So, the story goes that King Athamas of Orchomenus had two children. Phrixus and his sister Helle were the children of King Athamas and his wife Nephele. But the unhappy marriage of Athamas and Nephele was dissolved by the death of Nephele and Athamas took as his second a woman named Ino.
Of course, Ino couldn’t stand the children. Knowing her future in the kingdom, should Athamas die, Phrixus would inherit the crown. Resentful of Athamas’ treatment of his children, Ino came up with a devious plot to persecute and torment Phrixus and his sister Helle. Ino created a famine throughout Orchomenus wherein she had roasted all of the town’s crop seeds so they couldn’t grow. Scared of the idea of starvation, the local farmers went to the nearest Oracle for help. Ino had already bribed the Oracle to tell the people that the only way to stave off the famine was to sacrifice Phrixus and Helle to the gods.
Thanks to Ino’s bribery, when the king hesitated to make the sacrifice, the local priests insisted that the children must be sacrificed. While King Athamus was sorrowful for the doom to be visited on Phrixus and Helle, he couldn’t allow his people to go hungry. The King resolved to abide by what he thought was wise advice from the Oracle. King Athamus agreed to the sacrifice. Ino had successfully persuaded Athamas to sacrifice his children.
Athamas took the children to the top of a nearby mountain to make the sacrifice, but their mother, Nephele, was watching from heaven. From the spirit world, Nephele begged the gods to save her children. He sent down a powerful and beautiful ram covered with golden fleece as their transport. This was the ram of Aries.
Phrixus and Helle sprang onto its back, as the ram carried them high into the air and carried them off towards the land of Colchis where King Aeetes, the son of the Sun God Helios ruled. As the ram flew towards the Black Sea, Helle became giddy and lost her grip when she disobeyed a warning not to look down. She fell off into the channel connecting the Black and Mediterranean Seas. This channel, known as the Dardanelles was named the Hellespont by the Greeks, in honor of the young Helle.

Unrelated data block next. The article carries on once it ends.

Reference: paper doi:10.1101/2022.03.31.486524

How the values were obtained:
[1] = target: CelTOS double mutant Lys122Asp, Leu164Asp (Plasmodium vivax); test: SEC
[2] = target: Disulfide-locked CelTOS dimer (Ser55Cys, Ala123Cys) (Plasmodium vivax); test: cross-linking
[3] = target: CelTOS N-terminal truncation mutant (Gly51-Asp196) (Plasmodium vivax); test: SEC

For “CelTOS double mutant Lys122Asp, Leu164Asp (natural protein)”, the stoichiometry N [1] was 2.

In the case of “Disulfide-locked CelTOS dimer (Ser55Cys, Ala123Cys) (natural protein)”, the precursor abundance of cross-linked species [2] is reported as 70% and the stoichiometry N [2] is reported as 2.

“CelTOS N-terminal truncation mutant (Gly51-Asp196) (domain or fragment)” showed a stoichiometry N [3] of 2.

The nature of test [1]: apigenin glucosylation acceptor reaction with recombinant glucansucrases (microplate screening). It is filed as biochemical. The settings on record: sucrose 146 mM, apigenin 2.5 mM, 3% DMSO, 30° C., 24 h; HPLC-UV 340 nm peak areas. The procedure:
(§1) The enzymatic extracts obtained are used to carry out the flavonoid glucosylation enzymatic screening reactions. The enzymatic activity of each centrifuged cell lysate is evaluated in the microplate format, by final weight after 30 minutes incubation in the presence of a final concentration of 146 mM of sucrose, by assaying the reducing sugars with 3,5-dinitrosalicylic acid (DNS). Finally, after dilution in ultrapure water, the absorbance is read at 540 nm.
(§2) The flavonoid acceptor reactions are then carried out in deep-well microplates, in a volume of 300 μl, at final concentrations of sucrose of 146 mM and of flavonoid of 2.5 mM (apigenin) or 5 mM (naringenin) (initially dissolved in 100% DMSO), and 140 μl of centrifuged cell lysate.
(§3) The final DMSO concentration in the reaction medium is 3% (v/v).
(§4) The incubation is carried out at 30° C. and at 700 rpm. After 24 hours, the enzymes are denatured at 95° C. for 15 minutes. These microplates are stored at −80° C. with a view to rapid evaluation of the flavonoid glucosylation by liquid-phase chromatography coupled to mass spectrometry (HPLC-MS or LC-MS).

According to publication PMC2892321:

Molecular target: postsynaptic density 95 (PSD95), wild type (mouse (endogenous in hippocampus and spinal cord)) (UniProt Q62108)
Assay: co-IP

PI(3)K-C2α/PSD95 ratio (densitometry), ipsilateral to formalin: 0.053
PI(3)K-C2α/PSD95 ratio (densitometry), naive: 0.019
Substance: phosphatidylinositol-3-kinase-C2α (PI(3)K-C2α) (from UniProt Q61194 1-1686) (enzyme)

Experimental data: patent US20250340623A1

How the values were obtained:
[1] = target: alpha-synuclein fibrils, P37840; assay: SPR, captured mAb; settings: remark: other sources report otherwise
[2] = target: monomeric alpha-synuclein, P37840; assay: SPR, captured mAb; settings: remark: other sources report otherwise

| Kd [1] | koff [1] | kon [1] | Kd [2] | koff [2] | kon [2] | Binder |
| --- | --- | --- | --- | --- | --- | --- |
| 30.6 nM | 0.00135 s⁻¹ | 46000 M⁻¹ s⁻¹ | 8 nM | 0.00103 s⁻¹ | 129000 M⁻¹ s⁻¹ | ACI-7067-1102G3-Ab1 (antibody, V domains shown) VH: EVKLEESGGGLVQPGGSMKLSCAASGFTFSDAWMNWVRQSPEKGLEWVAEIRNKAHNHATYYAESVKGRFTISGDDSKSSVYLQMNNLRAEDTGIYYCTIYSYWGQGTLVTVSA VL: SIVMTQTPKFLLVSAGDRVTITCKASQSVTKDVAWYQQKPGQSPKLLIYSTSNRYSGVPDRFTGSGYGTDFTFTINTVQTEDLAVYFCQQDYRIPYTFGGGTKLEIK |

Once Phrixus and the arrived in Colchis, the golden ram instructed Phrixus to sacrifice it to Zeus. The grateful Phrixus did the sacrifice and removed the ram’s Golden Fleece, presenting it to King Aeetes of Colchis, who was delighted with the gift. In return, King Aeetes conferred upon Phrixus his daughter Chalciope’s hand in marriage.
King Aeetes hung the golden fleece on an oak tree in the sacred Grove of Ares, which was protected by a dragon who never slept. The golden fleece was so brilliant that even in the night Colchis was bathed in a warm golden light. The ram was placed in the heavens for eternity in honor of its service to the gods.
Meanwhile, back in Iolcus, Thessaly, Pelias, the cousin of Phrixus had stolen the throne from the rightful successor, his nephew Jason. Pelias had the throne and the power, but he knew that Jason was the legitimate king. Jason did not have the power to overthrow Pelias, but Pelias could never be safe while Jason was around. Nor did Pelias have a good excuse to kill Jason. So Pelias challenged Jason with an apparently impossible task; he promised Jason that he would yield the throne, if Jason brought back the golden fleece from Colchis.
So began the epic quest of Jason and the Argonauts. After a long journey, Jason and the Argonauts, helped by Aeetes’ daughter Medea, finally succeed in stealing the fleece from King Aeëtes, escaped, and brought it back to Iolcus. Jason later hung the fleece in the temple of Zeus at Orchomeus.
For its sacrifice in helping Phrixus, the golden ram was placed up in the heavens to become the constellation of Aries.The myth says that Aries is a dim constellation because the ram no longer had its brightly shining fleece.